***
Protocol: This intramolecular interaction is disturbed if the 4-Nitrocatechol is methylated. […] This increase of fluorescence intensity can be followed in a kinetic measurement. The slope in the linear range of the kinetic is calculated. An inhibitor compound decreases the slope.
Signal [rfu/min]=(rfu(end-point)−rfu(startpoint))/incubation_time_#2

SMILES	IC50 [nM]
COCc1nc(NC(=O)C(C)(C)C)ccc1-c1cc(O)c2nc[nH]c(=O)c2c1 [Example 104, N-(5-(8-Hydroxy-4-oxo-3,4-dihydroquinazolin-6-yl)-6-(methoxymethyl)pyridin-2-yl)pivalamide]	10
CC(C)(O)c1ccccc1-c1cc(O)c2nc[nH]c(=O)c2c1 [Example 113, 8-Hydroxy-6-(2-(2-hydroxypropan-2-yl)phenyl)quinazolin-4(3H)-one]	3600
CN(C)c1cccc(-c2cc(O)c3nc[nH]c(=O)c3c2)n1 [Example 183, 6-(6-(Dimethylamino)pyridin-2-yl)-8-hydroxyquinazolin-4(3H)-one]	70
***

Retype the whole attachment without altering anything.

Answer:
Protocol: This intramolecular interaction is disturbed if the 4-Nitrocatechol is methylated. […] This increase of fluorescence intensity can be followed in a kinetic measurement. The slope in the linear range of the kinetic is calculated. An inhibitor compound decreases the slope.
Signal [rfu/min]=(rfu(end-point)−rfu(startpoint))/incubation_time_#2

SMILES	IC50 [nM]
COCc1nc(NC(=O)C(C)(C)C)ccc1-c1cc(O)c2nc[nH]c(=O)c2c1 [Example 104, N-(5-(8-Hydroxy-4-oxo-3,4-dihydroquinazolin-6-yl)-6-(methoxymethyl)pyridin-2-yl)pivalamide]	10
CC(C)(O)c1ccccc1-c1cc(O)c2nc[nH]c(=O)c2c1 [Example 113, 8-Hydroxy-6-(2-(2-hydroxypropan-2-yl)phenyl)quinazolin-4(3H)-one]	3600
CN(C)c1cccc(-c2cc(O)c3nc[nH]c(=O)c3c2)n1 [Example 183, 6-(6-(Dimethylamino)pyridin-2-yl)-8-hydroxyquinazolin-4(3H)-one]	70